Microfluidic platform for point-of-need analyte diagnostics based on spatial modulation detection


Kiesel, P.; Johnson, N. M. Microfluidic platform for point-of-need analyte diagnostics based on spatial modulation detection. DARPA Workshop on Chip-scale Photonic Resonance for Biological Detection; 2010 March 2-3; Alexandria, VA.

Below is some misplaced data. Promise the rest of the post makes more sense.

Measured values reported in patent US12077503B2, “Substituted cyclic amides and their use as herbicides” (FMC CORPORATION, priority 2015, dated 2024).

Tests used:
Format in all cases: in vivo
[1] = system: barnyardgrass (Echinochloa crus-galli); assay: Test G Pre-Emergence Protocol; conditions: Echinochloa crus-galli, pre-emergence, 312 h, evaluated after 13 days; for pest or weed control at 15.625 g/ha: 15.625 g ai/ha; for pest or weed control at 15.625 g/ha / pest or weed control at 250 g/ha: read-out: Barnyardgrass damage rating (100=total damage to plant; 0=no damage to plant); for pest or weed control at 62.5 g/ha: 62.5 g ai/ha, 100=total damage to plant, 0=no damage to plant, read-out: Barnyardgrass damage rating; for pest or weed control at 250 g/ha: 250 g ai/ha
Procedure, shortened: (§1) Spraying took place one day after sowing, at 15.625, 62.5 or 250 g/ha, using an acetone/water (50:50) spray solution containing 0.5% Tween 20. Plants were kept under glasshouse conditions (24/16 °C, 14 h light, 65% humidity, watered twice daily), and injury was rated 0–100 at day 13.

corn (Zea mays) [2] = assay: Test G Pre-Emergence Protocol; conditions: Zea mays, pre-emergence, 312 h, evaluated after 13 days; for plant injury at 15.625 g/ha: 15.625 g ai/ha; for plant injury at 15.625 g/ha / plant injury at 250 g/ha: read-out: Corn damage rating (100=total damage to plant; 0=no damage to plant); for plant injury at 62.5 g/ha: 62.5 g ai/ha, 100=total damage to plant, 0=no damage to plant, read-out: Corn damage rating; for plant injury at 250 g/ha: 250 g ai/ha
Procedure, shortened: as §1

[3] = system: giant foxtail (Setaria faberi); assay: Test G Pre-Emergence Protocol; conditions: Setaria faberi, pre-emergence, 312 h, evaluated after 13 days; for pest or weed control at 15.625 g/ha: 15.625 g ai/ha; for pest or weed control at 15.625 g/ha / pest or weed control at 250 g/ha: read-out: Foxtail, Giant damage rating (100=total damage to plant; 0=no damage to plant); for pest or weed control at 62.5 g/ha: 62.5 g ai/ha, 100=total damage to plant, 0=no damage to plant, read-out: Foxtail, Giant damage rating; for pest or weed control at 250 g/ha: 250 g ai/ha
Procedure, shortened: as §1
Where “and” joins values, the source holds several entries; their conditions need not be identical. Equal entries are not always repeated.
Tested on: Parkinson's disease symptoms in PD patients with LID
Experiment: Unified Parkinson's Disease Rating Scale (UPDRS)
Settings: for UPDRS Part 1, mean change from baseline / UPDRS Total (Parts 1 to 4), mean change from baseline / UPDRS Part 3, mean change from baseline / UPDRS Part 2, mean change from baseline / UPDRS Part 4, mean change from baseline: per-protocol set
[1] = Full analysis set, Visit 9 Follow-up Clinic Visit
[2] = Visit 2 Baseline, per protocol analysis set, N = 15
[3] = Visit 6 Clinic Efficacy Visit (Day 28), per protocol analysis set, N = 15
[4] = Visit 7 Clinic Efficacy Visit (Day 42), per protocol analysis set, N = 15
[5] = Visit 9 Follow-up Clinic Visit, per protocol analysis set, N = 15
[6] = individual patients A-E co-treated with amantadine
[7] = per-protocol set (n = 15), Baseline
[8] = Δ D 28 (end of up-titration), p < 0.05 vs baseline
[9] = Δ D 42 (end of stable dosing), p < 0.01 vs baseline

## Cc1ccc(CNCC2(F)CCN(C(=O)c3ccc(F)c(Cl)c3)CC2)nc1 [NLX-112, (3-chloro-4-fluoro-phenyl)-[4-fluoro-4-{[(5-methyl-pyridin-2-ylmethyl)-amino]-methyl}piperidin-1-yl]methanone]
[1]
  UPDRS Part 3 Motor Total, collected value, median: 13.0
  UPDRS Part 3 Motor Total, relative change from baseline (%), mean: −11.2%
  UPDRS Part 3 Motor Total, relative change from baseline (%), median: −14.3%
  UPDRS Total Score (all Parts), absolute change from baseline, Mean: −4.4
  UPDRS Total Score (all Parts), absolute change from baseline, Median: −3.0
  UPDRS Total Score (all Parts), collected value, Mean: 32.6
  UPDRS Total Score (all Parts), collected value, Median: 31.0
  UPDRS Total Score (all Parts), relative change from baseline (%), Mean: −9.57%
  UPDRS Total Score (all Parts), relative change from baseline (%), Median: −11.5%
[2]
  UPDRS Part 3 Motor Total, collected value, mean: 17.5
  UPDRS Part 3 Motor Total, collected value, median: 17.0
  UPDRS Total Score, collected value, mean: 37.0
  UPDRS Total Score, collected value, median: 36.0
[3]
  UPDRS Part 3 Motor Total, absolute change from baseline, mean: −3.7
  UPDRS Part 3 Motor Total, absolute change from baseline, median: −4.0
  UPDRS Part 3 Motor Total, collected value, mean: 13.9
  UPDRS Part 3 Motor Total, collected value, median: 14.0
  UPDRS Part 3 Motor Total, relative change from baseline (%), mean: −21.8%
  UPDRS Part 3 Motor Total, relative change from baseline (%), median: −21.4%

Bio-particle evaluation is undergoing a disruptive transformation that impacts diverse applications from testing in the physician’s office to screening for diseases in developing countries to defense against bio-terrorism. Drivers for this paradigm shift include reducing cost for required performance, lowering mortality rates, reducing morbidity, protecting the warfighter, and improving national security. Bio-sensors based on optical principles offer the greatest potential to realize practical devices that can fully meet SwaP-C. Opto-fluidic systems based on fluorescence from fluorophore-tagged bio-particles offer high performance, e.g., single-molecule detection, but without a clear path to meeting the stringent requirements for SwaP-C. Issues include difficulty of overcoming performance limits related to particle bleaching in a field-deployable system, which is not an issue with photonic resonance techniques. To help sharpen the focus on alternative approaches, this presentation will describe an optical detection technique that delivers high effective sensitivity (i.e., high S/N) without complex optics or bulky, expensive light sources to enable an optofluidic system that can fully meet SwaP-C. The technique termed spatially modulated emission is based on relative movement between an excited bio-particle and a patterned environment to produce a time-dependent signal that is analyzed with correlation techniques. The advantage is high discrimination of the particle signal from background noise. The technique has been used to detect native fluorescence from single cells and benchmarked against high-performance commercial systems on complex biological fluids, specifically, with CD4 monitoring of CD4 T-lymphocytes in whole blood. The spatial modulation technique illustrates the transfer of an advanced technology from one discipline (communications) can overcome limitations in another (bio-medical instrumentation). Specifically, the technique can be viewed as the application of the principles of spread spectrum technology to the field of flow cytometry. Features of spread spectrum include resistance to interference and interception and increased transmission capacity, which relate to its inherent S/N discrimination capability.

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